Reflections, commentary and analysis from Consortium for Science, Policy and Outcomes at Arizona State University.
Video 4: Speed Bump
About the videos:
To be an informed citizen one must not only follow the obvious social issues like taxes, international relations, and heath care, but also the research and technologies that shape our world. Understanding the big bang theory or the ways that molecules interact might be able to assist in this process, but perhaps even more important is an appreciation of the variety of ways in which science and technology affect communities and vice versa. We believe that science centers and museums, because they are both trusted and one of the few places where the general public actively engage science, could provide a space for such engagements.
The Center for Nanotechnology in Society at Arizona State University (CNS) and the Nanoscale Informal Science Education Network (NISE Net) have been working together over the past half decade to develop ways for museums to engage the public in discussions about the social implications of nanotechnology. The early part of the collaboration produced nano and society posters, forums, table top demonstrations, scripts, and a Frequently Asked Questions webpage. The most recent phase of the collaboration has been a series of two day workshops to train museum floor managers in ways to help their staff engage with questions about nanotechnology and society and the public. In September and October these workshops trained a hundred professionals from more than fifty different science centers and children’s museums.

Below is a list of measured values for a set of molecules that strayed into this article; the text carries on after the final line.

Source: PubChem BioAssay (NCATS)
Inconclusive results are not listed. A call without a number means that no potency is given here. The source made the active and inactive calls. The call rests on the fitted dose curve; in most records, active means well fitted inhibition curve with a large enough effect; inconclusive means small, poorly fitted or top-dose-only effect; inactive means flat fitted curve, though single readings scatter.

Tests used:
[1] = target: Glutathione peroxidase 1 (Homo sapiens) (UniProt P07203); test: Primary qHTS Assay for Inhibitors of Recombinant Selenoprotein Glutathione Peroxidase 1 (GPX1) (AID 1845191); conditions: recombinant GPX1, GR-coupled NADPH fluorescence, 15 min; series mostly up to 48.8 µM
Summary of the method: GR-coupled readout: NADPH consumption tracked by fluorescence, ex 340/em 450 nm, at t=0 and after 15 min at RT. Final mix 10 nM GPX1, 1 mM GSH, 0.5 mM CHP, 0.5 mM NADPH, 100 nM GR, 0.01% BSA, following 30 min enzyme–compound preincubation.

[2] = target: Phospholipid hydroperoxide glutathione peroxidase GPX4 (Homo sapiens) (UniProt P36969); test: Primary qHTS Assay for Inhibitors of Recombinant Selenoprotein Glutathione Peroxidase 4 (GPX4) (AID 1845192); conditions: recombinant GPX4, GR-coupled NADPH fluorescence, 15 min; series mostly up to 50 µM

To support these workshops we developed a collection of videos. They were originally designed so that some of the basic lessons from the workshop could be presented to science museum staff across the US. They weren’t meant to be stand alone products, but they do give an introduction to the ways in which emerging technologies and society are interlinked.